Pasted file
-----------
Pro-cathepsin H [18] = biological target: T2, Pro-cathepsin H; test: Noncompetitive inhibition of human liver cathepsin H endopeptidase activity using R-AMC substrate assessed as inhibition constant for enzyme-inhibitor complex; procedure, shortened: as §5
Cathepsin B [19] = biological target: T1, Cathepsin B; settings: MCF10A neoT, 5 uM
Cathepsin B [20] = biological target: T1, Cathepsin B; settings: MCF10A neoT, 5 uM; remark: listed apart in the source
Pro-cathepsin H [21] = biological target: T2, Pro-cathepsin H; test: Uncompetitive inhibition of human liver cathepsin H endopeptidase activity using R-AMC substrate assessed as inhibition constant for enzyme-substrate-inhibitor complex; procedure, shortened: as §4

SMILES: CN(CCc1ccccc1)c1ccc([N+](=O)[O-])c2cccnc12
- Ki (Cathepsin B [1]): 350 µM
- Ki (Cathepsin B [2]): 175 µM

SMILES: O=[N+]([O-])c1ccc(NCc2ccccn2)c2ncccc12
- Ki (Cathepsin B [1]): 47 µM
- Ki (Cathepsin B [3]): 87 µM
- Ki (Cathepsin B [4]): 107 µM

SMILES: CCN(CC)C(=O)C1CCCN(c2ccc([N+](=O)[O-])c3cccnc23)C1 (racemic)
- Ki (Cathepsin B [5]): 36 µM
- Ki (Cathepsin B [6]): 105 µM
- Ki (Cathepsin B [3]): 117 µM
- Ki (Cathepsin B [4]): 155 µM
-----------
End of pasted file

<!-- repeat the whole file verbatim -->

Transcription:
Pro-cathepsin H [18] = biological target: T2, Pro-cathepsin H; test: Noncompetitive inhibition of human liver cathepsin H endopeptidase activity using R-AMC substrate assessed as inhibition constant for enzyme-inhibitor complex; procedure, shortened: as §5
Cathepsin B [19] = biological target: T1, Cathepsin B; settings: MCF10A neoT, 5 uM
Cathepsin B [20] = biological target: T1, Cathepsin B; settings: MCF10A neoT, 5 uM; remark: listed apart in the source
Pro-cathepsin H [21] = biological target: T2, Pro-cathepsin H; test: Uncompetitive inhibition of human liver cathepsin H endopeptidase activity using R-AMC substrate assessed as inhibition constant for enzyme-substrate-inhibitor complex; procedure, shortened: as §4

SMILES: CN(CCc1ccccc1)c1ccc([N+](=O)[O-])c2cccnc12
- Ki (Cathepsin B [1]): 350 µM
- Ki (Cathepsin B [2]): 175 µM

SMILES: O=[N+]([O-])c1ccc(NCc2ccccn2)c2ncccc12
- Ki (Cathepsin B [1]): 47 µM
- Ki (Cathepsin B [3]): 87 µM
- Ki (Cathepsin B [4]): 107 µM

SMILES: CCN(CC)C(=O)C1CCCN(c2ccc([N+](=O)[O-])c3cccnc23)C1 (racemic)
- Ki (Cathepsin B [5]): 36 µM
- Ki (Cathepsin B [6]): 105 µM
- Ki (Cathepsin B [3]): 117 µM
- Ki (Cathepsin B [4]): 155 µM